Title: Remediation of contaminated sites – key for an efficient land management in the EU 
Resource Type: document --> technical publication --> proceedings / conference paper(s) 
Country: European Union 
Year of publication: 2011 
Availability: 10th November 2011; Presentations available for download 
Author 1/Producer: The Liaison Office of Saxony in Brussels, in cooperation with the Environment Directorate-General of the European Commission 
Author / Producer Type: Agency, regulator or other governmental or inter-governmental body 
Report / download web link (=direct link): http://ec.europa.eu/environment/soil/remediation_conference. ...  
Format (e.g. PDF): PDF 
EUGRIS Keyword(s): Brownfields
Contaminated land-->Contaminated land overview
Contaminated land-->policy and regulatory
Contaminated land-->Remediation options-->Remediation options overview
Short description: EXTRACT: In 2006 the European Commission proposed a better management of soil in the context of the Soil Thematic Strategy, underlining the need to implement appropriate remedial actions.The Resource Efficiency Roadmap, adopted in September 2011, noted that current land take trends are unsustainable and threaten the availability of soil and water resources for future generations. It thus suggested that, by 2020, EU policies should take into account their direct and indirect impact on land use in the EU and globally, and that the rate of land take should be on track with an aim to achieve no net land take by 2050. Tackling land take and its side effects by addressing the existing brownfield problem in polluted areas is a major challenge but also an opportunity. Saxony has taken on this task. Remediation and revitalisation of brownfields, including mitigating and compensating measures like de-sealing of land, have been successfully completed at many sites. Additional examples from Denmark and France presented different facets of how other European regions are tackling brownfield regeneration and sustainable soil use. The conference provided a much needed insight on soil remediation activities across some of the most active regions of Europe. It become clear that remediation is a way of limiting land take and soil sealing, hence the encroachment on agricultural land or green areas. This offers a win-win opportunity which is going to become more and more important in the future. The conference highlighted not only the close connection between a proactive soil protection policy and the existence of a thriving soil remediation industry, but also set the foundations for some of the work Europe will need to do to manage its land better. The competition and pressures on land and soil are difficult and costly to reverse. For all these reasons, Commissioner Potoènik noted that a comprehensive approach to soil proves to be even more necessary, and that strategies only will not be enough to reach our objectives.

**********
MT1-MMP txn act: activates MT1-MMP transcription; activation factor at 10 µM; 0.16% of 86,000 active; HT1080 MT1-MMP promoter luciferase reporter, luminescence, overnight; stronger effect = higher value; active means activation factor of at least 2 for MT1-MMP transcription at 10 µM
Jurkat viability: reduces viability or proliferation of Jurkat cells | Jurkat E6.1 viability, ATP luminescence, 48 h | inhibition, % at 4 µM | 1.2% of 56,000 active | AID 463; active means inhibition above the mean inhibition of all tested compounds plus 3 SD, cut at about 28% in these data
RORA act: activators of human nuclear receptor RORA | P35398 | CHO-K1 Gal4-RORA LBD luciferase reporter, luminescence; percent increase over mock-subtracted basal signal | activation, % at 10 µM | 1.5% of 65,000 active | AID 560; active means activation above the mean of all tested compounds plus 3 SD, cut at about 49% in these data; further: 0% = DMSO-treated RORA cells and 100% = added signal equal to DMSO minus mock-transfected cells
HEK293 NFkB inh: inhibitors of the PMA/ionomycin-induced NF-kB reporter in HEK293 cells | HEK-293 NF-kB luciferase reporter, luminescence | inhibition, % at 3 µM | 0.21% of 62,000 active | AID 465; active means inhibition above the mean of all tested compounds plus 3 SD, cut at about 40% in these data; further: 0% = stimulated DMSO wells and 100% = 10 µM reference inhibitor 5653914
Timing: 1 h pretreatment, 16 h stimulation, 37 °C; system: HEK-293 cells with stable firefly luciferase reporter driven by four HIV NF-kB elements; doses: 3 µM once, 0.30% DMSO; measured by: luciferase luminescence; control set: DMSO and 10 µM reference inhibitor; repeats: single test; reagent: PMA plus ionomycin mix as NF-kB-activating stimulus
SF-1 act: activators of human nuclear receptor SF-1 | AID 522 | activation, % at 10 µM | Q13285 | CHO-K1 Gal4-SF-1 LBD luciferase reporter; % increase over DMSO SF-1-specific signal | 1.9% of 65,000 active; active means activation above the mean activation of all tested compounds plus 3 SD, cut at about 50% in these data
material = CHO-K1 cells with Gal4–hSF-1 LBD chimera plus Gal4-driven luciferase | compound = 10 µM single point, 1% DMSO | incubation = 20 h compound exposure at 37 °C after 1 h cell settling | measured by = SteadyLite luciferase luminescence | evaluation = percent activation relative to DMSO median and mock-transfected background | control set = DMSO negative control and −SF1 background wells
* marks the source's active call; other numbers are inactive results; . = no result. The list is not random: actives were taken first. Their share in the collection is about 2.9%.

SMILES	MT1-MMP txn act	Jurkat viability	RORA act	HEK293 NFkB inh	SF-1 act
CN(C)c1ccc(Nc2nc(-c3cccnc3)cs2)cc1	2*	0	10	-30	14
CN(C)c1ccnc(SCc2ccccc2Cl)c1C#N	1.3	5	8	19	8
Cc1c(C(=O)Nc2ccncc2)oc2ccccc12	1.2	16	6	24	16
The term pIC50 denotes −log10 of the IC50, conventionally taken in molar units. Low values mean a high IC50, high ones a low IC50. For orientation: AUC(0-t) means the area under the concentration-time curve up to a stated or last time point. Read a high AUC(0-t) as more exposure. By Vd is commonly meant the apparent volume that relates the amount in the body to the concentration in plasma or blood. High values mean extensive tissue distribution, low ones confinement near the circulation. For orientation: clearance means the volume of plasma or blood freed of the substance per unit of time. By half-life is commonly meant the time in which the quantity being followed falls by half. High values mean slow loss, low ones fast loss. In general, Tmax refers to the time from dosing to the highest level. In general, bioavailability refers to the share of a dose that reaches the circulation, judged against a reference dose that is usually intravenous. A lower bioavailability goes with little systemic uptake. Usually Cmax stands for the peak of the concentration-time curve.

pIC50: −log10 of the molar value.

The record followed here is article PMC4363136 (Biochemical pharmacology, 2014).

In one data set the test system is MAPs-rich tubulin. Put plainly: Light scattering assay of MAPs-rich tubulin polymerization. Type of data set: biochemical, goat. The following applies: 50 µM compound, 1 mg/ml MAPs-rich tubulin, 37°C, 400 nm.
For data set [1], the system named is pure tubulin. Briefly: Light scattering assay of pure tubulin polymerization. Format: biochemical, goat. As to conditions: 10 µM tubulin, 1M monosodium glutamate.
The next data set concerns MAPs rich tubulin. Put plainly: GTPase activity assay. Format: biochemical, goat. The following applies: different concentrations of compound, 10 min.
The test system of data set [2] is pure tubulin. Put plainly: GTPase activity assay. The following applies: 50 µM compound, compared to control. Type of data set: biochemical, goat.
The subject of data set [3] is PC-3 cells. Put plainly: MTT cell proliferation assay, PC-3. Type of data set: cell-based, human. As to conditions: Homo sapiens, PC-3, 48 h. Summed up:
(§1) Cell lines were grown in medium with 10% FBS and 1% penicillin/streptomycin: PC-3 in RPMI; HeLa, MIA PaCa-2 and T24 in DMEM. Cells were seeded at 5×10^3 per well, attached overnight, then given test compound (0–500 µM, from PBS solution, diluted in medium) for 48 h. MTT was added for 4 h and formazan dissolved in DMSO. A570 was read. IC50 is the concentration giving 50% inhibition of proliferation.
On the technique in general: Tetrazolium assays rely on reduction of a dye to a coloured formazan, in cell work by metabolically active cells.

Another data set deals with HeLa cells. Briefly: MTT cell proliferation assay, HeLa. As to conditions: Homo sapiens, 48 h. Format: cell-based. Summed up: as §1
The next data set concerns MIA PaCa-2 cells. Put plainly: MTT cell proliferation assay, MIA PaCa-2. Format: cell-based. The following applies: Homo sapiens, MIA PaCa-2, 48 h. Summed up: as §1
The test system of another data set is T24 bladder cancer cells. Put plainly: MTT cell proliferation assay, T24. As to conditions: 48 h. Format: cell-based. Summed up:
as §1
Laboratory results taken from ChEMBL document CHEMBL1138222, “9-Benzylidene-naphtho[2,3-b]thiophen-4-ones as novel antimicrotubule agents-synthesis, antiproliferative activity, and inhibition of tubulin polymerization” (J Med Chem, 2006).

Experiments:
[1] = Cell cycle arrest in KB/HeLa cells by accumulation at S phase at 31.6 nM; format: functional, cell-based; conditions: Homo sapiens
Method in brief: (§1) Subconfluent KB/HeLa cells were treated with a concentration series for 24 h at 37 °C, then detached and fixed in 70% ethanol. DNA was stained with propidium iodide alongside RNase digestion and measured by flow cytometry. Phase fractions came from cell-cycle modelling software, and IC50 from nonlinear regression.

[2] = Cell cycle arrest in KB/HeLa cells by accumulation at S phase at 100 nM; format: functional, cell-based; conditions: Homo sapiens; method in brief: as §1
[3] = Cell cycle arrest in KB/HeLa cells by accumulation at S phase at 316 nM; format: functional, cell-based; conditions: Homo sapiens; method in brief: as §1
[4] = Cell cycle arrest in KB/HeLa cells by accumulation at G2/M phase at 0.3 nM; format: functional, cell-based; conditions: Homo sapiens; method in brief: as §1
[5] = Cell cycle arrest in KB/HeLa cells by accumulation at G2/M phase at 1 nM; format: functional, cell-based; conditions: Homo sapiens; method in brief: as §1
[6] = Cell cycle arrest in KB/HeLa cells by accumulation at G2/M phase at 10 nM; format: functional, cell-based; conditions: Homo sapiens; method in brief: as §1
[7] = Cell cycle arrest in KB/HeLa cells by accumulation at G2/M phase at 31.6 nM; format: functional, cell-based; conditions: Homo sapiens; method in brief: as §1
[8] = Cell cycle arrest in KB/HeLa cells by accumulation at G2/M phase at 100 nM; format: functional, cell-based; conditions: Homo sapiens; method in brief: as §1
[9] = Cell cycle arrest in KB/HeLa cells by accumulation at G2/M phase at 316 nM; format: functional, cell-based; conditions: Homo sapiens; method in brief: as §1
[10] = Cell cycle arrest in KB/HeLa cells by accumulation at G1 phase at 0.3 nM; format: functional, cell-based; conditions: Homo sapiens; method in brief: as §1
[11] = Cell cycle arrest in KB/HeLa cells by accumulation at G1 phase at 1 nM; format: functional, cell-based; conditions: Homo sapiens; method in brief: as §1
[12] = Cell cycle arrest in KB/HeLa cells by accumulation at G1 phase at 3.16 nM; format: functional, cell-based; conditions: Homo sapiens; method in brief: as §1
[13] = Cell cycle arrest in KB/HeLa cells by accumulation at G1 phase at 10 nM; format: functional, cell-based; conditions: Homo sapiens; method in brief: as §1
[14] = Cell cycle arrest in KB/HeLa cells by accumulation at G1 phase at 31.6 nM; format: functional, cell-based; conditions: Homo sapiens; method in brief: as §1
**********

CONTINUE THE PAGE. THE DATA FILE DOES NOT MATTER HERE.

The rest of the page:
Submitted By: Professor Paul Bardos WhoDoesWhat?      Last update: 01/12/2011

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